My blog is still relatively new, but I have found that I have had to ‘shelve’ review requests until I know that I can get them done in a timely manner. I really don’t like reviews to hang out there more than 2 months. I have found that in letting the authors know this that they are appreciative of it. When it comes time, they can decide if they would like me to still review their book.
What, for you, is the most important quality in a book?
Story line, Story line, Story line! You can normally tell if someone has thought out the story line or if they haven’t put in due diligence into the overall production of their book. Editing would be a really close second though!
Do you find a difference in the quality of traditionally and self-published books? If so, what are the major differences?
Believe it or not, I don’t. On that note, I do have to say that I have come across multiple SP books that have the feeling that the author woke up in the morning and spit out a book, but I have had the same feeling with traditional published books, as well.
Do you feel there is a stigma against self-published writers? If so, do you feel it’s deserved? Why or why not?
Yes I do. I feel in some ways it is deserved and in some ways it is not. Unfortunately, because SP/IP is still so new the general ‘public’ and the publishing industry look for reasons to shoot it down. I like to say that the first example is of closed minded readers that may or may not come around. The latter is due to fear of competition and their market is no longer guaranteed. While some in the SP industry show outrage at these authors’ behaviors, I tend to laugh because of the transparency of it. Unfortunately, unlike the traditional publishing industry, there are SP authors who either just throw books on the market with the belief that they can make changes/editing at a later date or authors who don’t know or don’t follow professional behavior standards. Unfortunately, this tends to reflect on all SP authors.
For indie authors in particular, getting reviewed is one of the biggest challenges. Do you have any advice?
I have lots of advice. I will be going into depth with The Author CEO. Key points would include, research who you want to review your book. When you approach the reviewer, please be professional. Do a more formal email that is personalized and that you have actually researched the reviewer’s blog. Make sure any supporting documentation is done professionally as well. I like to say ‘Image is everything’ and ‘You never get a chance to make a second impression.’ Second, don’t debate with the reviewer when the review is posted, particularly if it isn’t favorable or as favorable as you expected. I always use the example of Christine Nolfi’s blog when speaking with authors regarding book reviews. I think her advice is dead on!
Are there things authors do that make you say, wait, don’t do that? OR maybe that turn you off altogether?
Being founder of STB and a book reviewer, the biggest thing that I have come across in speaking with book reviewers that will quickly kill an author’s reputation is ‘fighting’ with book reviewers, even if the reviewer is doing a ‘drive by’. I always say a drive by book reviewer always reflects on the book reviewer UNTIL the author responds. There are so many choices out there these days with books that in order to keep some sense of sanity, readers look for reasons to ‘mark’ authors off their potential reading lists.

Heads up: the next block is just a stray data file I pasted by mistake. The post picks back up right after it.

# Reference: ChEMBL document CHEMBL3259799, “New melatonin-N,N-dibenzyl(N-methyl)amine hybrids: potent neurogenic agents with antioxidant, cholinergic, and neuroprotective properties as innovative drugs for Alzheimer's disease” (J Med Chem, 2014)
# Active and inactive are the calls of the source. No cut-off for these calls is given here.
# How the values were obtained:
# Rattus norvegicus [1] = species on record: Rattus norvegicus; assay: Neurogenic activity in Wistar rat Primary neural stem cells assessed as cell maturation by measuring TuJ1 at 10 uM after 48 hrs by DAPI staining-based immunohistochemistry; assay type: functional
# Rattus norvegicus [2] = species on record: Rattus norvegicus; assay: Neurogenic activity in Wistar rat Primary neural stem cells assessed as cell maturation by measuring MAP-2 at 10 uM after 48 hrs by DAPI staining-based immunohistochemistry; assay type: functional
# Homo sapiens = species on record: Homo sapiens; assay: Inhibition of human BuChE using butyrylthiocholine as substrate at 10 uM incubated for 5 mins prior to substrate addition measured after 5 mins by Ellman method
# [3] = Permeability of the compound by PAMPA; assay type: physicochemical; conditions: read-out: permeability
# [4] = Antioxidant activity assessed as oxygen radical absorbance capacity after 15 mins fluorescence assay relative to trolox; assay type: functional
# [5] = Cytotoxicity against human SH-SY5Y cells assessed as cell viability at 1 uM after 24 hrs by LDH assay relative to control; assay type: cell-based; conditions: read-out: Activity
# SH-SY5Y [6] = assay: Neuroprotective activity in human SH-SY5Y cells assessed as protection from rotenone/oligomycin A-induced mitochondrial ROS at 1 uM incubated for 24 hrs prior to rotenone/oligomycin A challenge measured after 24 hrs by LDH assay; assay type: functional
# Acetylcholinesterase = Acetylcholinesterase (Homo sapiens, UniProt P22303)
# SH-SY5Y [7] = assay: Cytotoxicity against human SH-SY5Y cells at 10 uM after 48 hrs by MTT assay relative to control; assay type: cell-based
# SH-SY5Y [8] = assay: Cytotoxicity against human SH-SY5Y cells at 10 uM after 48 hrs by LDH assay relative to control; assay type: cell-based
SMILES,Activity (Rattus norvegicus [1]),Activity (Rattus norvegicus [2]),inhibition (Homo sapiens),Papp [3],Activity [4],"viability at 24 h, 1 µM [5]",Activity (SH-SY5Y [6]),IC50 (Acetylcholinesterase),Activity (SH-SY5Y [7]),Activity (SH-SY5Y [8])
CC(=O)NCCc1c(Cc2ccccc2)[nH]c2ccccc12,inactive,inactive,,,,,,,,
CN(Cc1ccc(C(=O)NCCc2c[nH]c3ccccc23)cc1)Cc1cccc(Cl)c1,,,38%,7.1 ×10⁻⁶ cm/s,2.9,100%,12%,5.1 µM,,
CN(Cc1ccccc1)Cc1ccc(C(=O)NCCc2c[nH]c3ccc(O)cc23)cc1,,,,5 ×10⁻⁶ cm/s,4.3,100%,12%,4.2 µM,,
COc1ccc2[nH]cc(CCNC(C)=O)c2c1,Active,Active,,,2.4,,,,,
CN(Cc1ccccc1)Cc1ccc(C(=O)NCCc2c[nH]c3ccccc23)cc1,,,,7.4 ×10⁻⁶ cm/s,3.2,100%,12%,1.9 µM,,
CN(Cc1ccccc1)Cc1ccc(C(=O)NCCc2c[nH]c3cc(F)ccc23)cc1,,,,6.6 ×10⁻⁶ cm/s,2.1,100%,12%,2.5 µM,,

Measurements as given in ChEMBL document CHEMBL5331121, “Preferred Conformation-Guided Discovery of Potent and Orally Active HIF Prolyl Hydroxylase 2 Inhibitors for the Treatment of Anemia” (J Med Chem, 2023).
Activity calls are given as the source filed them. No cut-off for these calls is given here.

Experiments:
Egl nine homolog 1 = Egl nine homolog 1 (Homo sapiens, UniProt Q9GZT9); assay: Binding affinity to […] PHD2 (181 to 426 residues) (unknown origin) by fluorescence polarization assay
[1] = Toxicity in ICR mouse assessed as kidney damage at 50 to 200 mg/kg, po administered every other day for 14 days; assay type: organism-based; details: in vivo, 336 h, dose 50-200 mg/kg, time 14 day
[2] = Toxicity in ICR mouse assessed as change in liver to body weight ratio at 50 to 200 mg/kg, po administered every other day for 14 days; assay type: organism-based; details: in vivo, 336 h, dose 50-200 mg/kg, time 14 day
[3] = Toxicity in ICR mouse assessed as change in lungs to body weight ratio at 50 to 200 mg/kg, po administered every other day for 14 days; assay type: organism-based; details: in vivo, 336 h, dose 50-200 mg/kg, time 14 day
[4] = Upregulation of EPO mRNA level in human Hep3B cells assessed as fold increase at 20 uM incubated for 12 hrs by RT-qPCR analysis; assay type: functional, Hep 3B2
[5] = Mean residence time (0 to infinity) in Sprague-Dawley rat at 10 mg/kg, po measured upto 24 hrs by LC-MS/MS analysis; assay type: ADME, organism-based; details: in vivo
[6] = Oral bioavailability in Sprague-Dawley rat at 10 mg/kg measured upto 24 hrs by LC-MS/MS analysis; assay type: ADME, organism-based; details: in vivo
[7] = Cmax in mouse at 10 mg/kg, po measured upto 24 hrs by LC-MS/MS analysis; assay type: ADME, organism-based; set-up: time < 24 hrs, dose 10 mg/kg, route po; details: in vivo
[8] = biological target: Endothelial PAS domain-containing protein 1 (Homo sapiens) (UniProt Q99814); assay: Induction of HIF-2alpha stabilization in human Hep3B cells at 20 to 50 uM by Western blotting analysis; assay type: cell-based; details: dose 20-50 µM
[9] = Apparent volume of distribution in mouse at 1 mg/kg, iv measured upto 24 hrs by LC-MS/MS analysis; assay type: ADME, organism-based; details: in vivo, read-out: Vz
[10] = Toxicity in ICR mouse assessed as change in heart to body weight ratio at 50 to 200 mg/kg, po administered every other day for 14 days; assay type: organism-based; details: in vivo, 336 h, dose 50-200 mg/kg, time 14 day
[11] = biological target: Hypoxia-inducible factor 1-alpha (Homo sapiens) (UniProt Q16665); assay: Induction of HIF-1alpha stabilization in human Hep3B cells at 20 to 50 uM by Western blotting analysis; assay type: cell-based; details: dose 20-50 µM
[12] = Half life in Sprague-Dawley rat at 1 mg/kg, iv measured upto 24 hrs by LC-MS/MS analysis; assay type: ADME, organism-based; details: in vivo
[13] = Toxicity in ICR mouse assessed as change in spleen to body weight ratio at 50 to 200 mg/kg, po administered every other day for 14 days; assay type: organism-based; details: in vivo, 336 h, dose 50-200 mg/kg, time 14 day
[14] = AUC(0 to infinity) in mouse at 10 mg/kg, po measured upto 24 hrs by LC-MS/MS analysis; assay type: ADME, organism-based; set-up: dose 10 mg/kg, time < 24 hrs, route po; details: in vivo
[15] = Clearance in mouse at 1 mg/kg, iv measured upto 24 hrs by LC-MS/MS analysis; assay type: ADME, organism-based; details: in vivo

Do you have anything you’d like to add?
I think the biggest thing I would like to add is to present yourself as a professional. I know I sound like a broken record, but READERS ARE WATCHING! Present yourself in an unprofessional manner and they will call you to the carpet on it.
You nominated Dogs on Deployment as your charity to support today. Can you tell us why?
Anyone who knows me, knows I am a huge supporter of our military and I can’t say enough about pets. This organization places military pets in foster homes while their human companions are on deployment in locations where pets are not allowed.
Naomi Blackburn, owner of The Author CEO, a consultation firm dedicated to helping independent authors navigate the development of strategic business plans and the marketing world, holds an MBA and has worked in the field of business development, sales and consulting for 12 years. A former social worker, she has helped hundreds of clients meet their life goals. An avid reader and top Goodreads reviewer, she comes to the world of books from a reader/reviewer’s perspective. She strives to help authors achieve their goals by teaching them to think of themselves as CEO/entrepreneur of a small business and helping them negotiate the business side of selling books.
You can find her on The Pub and Grub Forum and A Book and A Review.
Naomi’s post is in support of Dogs on Deployment
Dogs on Deployment was founded by husband and wife, Shawn and Alisa Johnson, who serve in the US Navy and US Marine Corps respectively. They started Dogs on Deployment in June 2011. As a dual-military family, the founders have been in situations where they needed a program like Dogs on Deployment. Alisa had orders to move to Quantico, Virginia where she was to attend six months of military training. At the same time, Shawn, was to be deployed. Neither could care for their beloved dog, JD. They were lucky enough to have family to rely on, but recognized the need for a program which would help others who found themselves in a similar situation. Thus, Dogs on Deployment was born.
Interesting interview, but surely more than 400 people live in the town. :)
LOL..Nope! In fact, I live in town and my house backs up to about 10 miles of cornfield! I love it. One of my friends who came to my home one night said she felt like she had just stepped into the movie "Children of the Corn" because it was so dark by our house. I still laugh at that!